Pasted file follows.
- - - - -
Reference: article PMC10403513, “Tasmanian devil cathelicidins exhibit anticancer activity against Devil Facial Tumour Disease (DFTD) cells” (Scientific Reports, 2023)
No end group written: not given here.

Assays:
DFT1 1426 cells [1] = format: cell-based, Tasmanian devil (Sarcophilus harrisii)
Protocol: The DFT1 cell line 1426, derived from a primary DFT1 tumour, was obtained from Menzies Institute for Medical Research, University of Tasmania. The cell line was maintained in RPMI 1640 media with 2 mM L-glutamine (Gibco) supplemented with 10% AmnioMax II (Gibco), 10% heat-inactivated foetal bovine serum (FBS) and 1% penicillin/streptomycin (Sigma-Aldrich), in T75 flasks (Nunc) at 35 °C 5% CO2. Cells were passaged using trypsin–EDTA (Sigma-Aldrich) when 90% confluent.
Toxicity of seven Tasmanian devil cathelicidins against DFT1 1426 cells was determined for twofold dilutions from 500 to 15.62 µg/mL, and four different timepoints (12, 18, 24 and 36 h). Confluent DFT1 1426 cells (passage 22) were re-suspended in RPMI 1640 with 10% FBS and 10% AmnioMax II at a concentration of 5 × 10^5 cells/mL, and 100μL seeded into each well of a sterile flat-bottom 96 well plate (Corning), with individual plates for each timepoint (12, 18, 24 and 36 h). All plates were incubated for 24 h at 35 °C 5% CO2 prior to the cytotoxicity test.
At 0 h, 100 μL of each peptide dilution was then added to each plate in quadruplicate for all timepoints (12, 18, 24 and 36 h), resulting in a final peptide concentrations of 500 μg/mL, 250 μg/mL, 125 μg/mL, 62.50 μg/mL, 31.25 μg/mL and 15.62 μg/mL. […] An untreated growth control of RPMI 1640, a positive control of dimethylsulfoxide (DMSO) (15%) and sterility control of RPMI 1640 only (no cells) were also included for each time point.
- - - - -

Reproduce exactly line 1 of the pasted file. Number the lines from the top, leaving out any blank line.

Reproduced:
Reference: article PMC10403513, “Tasmanian devil cathelicidins exhibit anticancer activity against Devil Facial Tumour Disease (DFTD) cells” (Scientific Reports, 2023)